Let's think of some of the other titles Hemingway might have come up with: "Nick and His Father Go on an Awkward Boat Ride"; "Parenting Gone Awry"; "How I Learned About Childbirth and Suicide"; "The Worst Bring-Your-Kid-to-Work Day Ever." All right, all right… coming up with titles isn't exactly our strong suit. Our point, though, is that there are a lot of different angles that Hemingway could have taken. He chose as seemingly innocuous a title as possible, though. "Indian Camp," on the most basic level, tells us where the story transpires.
One of the things you might notice is that Hemingway uses the word "Indian," which is a word that has lost most of its political correctness. It's easy to say that in Hemingway's day things were different (and they definitely were), but we could also explore this idea and say that "Indian Camp" possibly evokes a place of childhood adventures. Though Hemingway lived before the days of John Wayne movies and Tonto and the Lone Ranger, you can still imagine young children like Hemingway playing cowboys-and-Indians type games, or running through the woods imagining that they're the last of the Mohicans or something. So the idea of going over to the Indian camp might seem like a really exciting prospect for a child; it has a ring of adventure to it.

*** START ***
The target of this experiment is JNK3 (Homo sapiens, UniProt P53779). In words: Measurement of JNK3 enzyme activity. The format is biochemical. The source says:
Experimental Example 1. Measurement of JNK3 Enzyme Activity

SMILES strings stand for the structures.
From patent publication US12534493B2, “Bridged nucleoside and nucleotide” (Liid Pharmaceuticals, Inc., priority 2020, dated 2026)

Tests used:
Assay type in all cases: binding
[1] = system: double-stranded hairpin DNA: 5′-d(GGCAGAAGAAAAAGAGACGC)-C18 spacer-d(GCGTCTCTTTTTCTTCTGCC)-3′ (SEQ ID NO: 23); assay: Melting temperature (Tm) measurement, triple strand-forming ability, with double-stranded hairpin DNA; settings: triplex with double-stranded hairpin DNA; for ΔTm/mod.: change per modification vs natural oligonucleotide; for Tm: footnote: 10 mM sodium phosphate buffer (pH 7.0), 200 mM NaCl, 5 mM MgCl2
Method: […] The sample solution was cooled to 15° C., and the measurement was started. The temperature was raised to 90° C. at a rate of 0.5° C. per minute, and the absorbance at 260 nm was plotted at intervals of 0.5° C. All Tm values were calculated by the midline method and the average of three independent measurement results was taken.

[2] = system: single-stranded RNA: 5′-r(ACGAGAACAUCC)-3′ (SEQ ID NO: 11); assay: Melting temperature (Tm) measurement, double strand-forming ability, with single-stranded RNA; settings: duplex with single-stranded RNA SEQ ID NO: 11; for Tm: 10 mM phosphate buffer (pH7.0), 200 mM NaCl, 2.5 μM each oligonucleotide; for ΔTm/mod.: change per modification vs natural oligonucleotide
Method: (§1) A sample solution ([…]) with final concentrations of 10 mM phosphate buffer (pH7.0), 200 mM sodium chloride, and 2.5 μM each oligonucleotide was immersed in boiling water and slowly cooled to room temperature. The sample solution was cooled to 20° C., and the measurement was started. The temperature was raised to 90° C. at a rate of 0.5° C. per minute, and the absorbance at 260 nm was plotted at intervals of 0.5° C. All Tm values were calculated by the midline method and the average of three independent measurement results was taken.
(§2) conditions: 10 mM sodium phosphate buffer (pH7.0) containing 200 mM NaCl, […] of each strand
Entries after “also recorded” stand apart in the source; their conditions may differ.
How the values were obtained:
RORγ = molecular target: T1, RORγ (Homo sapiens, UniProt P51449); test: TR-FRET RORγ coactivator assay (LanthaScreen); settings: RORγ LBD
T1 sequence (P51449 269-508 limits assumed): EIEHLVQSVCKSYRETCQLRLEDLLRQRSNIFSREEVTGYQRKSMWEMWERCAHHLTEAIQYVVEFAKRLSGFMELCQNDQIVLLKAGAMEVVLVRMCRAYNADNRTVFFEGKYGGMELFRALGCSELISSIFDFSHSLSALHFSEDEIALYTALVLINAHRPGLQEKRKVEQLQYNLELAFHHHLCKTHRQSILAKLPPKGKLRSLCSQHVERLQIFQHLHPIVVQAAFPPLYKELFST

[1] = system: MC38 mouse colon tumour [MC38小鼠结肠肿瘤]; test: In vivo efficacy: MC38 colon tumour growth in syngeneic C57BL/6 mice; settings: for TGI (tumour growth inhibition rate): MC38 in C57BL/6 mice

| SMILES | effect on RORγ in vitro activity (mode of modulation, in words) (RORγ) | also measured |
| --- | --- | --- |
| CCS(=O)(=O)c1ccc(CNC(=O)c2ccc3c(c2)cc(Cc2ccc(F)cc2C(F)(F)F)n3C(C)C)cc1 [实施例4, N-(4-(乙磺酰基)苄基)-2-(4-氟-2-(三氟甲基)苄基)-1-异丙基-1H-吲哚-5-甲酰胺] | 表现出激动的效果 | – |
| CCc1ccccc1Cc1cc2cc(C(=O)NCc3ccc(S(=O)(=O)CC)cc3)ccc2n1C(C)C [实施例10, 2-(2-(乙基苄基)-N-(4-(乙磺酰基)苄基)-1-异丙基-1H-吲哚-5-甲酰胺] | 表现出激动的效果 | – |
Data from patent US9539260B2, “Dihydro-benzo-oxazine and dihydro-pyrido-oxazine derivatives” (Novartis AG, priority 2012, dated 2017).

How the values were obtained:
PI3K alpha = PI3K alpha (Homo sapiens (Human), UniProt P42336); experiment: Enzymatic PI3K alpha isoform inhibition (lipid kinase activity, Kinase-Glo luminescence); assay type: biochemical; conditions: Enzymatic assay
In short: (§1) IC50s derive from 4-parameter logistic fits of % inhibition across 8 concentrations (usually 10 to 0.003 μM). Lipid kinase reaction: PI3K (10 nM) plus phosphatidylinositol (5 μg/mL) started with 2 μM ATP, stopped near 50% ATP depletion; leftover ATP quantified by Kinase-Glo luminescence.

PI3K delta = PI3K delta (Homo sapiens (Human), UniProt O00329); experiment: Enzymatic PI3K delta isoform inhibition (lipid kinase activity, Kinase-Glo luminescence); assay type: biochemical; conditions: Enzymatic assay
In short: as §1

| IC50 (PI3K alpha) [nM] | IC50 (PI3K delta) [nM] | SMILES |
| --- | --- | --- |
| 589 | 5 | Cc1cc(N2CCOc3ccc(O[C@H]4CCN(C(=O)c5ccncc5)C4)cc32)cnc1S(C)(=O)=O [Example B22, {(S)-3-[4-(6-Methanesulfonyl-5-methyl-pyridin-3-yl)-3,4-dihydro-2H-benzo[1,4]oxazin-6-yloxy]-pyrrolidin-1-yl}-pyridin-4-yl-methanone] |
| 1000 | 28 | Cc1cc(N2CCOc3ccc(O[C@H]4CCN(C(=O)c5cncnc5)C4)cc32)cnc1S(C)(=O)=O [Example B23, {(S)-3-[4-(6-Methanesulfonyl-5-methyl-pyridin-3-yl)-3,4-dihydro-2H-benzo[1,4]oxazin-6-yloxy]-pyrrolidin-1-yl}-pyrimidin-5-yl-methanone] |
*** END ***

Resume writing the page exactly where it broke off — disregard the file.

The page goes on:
But, instead of a fantastic adventure, we get a harsh dose of reality. Considering that this is a story at least partially about leaving behind the innocence of childhood once the real world rears its sometimes-unpleasant head, the idea is fitting.